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May 28, 2012

[2b2k] Attribution isn’t just about credit. It’s about networking knowledge.

David Kay pointed out to me a piece by Arthur Brisbane, the NY Times Public Editor. In it Arthur deals with a criticism of a NYT article that failed to acknowledge the work of prior journalists and investigators (“uncredited foundational reporting”) that led to the NYT story. For example, Hella Winston at The Jewish Week told Arthur:

The lack of credit stings. “You get so much flak — these are difficult stories,” Ms. Winston told me, “People come down on you.” The Times couldn’t have found all its sources among victims and advocates by itself, she added: “You wouldn’t have known they existed, you wouldn’t have been able to talk to them, if we hadn’t written about them for years.”

But, as David Kay points out, this is not just about giving credit. As the piece says about the Poynter Institute‘s Kelly McBride:

[McBride] struck another theme, echoed by other ethics experts: that providing such credit would have enabled readers to find other sources of information on the subject, especially through online links.

Right. It’s about making the place smarter by leaving traceable tracks of the ideas one’s post brings together. It’s about building networks of knowledge.

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December 29, 2008

Bill Kristol: Sounding vs. Being Controversial

Bill Kristol is affable. He’s a good guest on The Daily Show. But he’s been a disappointing addition to the NY Times roster of columnists.

For example, his second most recent contribution is vapid. It’s not just that it rambles so much that it achieves a Zen-like topical emptiness. When he alights for a moment on an actual issue, he’d rather be counter-intuitive than coherent. Here’s how it opens:

O.K., O.K. … you don’t have to. But consider this exchange with Chris Wallace on “Fox News Sunday”:

WALLACE: Did you really tell Senator Leahy, bleep yourself?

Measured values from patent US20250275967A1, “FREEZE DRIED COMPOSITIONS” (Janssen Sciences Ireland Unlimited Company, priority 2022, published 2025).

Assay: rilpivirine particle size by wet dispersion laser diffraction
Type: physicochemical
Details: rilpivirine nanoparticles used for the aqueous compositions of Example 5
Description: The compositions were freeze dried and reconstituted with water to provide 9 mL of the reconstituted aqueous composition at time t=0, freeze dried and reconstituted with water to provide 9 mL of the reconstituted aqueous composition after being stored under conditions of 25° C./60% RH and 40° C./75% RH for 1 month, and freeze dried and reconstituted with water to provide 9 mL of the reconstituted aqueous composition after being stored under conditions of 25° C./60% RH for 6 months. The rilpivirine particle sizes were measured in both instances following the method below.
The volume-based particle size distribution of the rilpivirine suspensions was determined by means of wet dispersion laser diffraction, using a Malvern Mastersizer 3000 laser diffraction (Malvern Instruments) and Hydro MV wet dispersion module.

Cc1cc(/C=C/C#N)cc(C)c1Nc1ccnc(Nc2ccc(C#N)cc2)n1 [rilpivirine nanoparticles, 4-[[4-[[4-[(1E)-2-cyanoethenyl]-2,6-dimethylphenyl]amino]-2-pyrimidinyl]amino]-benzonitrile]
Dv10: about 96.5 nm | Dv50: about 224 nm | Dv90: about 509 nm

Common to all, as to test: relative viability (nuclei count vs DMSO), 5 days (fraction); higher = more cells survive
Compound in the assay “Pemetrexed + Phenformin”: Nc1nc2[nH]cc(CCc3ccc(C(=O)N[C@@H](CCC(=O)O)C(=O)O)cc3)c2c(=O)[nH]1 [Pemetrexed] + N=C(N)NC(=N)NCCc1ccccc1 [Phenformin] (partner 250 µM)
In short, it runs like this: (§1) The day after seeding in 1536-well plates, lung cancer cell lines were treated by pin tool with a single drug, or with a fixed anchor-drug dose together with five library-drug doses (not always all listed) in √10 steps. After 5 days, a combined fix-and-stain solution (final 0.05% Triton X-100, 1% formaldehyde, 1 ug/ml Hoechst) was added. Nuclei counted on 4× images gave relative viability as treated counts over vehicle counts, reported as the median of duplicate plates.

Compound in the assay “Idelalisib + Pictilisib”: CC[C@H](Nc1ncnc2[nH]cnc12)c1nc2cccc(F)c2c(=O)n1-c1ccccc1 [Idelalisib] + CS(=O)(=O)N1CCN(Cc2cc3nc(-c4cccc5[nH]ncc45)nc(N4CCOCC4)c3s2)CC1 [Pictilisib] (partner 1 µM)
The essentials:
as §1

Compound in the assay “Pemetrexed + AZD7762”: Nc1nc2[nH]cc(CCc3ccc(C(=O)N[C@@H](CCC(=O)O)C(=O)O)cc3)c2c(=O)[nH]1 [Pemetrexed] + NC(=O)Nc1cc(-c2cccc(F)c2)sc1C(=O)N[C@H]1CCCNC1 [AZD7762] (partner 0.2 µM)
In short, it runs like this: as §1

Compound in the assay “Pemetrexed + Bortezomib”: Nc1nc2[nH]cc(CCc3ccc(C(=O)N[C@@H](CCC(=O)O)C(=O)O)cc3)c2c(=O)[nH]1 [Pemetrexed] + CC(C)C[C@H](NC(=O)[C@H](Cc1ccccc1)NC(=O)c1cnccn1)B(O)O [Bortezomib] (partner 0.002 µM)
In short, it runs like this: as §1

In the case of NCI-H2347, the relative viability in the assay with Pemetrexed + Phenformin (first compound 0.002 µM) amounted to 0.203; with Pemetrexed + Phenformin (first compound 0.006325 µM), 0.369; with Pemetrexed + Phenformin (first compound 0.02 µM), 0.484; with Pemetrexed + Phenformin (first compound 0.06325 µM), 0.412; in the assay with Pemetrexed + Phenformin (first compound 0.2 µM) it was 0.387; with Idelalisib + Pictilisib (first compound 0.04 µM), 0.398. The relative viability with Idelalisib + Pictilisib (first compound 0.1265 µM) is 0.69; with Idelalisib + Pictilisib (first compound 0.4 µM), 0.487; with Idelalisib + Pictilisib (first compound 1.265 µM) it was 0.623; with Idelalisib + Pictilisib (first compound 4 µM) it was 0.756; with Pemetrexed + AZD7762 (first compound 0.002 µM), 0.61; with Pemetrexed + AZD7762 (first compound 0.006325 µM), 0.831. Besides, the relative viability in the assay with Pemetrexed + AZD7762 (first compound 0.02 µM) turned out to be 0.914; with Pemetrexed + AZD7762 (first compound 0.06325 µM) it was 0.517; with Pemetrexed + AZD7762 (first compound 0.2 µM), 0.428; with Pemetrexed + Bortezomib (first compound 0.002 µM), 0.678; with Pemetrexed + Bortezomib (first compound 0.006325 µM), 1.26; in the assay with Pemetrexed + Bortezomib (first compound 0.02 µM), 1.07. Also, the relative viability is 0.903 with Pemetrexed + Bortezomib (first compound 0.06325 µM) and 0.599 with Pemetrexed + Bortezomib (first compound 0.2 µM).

CHENEY: I did.

WALLACE: Any qualms, or second thoughts, or embarrassment?

CHENEY: No, I thought he merited it at the time. (Laughter.) And we’ve since, I think, patched over that wound and we’re civil to one another now.

No spin. No doubletalk. A cogent defense of his action — and one that shows a well-considered sense of justice. (“I thought he merited it.”) Indeed, if justice is seeking to give each his due, one might say that Dick Cheney aspires to being a just man. And a thoughtful one, because he knows that justice is sometimes too harsh, and should be tempered by civility.

Does that last sentence make sense given that Cheney is refusing to apologize for his lack of civility? Does Kristol really want to stand by a vice president telling a senator to go fuck himself? If I were the NY Times, I’d worry about a columnist that left readers wondering if he’s mistakenly left out a “not.”

His latest column is a series of things he likes about the planned inauguration. It’s nice to hear this sort of bipartisanship, but the column is really a series of cheap shots at liberals and Obama. And that’d be ok if the cheap shots were amusing or particularly insightful. Instead, it comes off as passive-aggressive and lazy.

It’s not enough for a columnist to define himself as out of place on the NY Times op-ed page. We need some content, some argument, something worth disagreeing with. Surely the Times can find a conservative columnist who gives a damn. [Tags: ]


[Later] Call me fair and balanced, but here’s Glenn Greenwald‘s appropriately scathing criticism of David Gregory’s softball questioning of the Israeli Foreign Minister Tzipi Livni on “Meet the Press” this Sunday. Glenn doesn’t bother pointing out that Gregory went on to question David Axelrod mainly about Gov. Blago and Pastor Wright, and then remembered there was this little problem with the economy that was maybe worth mentioning.

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December 16, 2008

NYT likes the Internet

In the wake of yesterday’s repudiatathon of the WSJ.com’s misleading, inaccurate, biased, and wrong article on Net neutrality, the NY Times weighs in with a crisp, clear, and right-headed editorial.

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December 6, 2008

NY Times evolves lungs and stubby legs

NYTimes.com has come a looong way.

At first, all the links on the site pointed to more of its own content, except for ads, as if the NYT was the only place ever worth reading. Then the NYT took a big step backwards with the Times Select program, locking its most valuable content behind a pay wall. But the Times saw that, although they were making money, they were losing influence. So, they came up with Times Topics as a place where we could point our links, enabling the NYT to climb up the Google rankings. And they unlocked their oldest archives, which is a great social boon.

And now they’ve started Times Extra: Articles on the NYTimes.com site now are suffixed with links out to other newspapers and blogs that talk about the same topic. So, at the end of an article on, say, Obama’s economic pledge, there may be a link to a Washington Post story, a post at Crooks and Liars, and maybe even a comment section.

Consider how unlikely such a thing would have seemed ten or even give years ago. Well done, NYT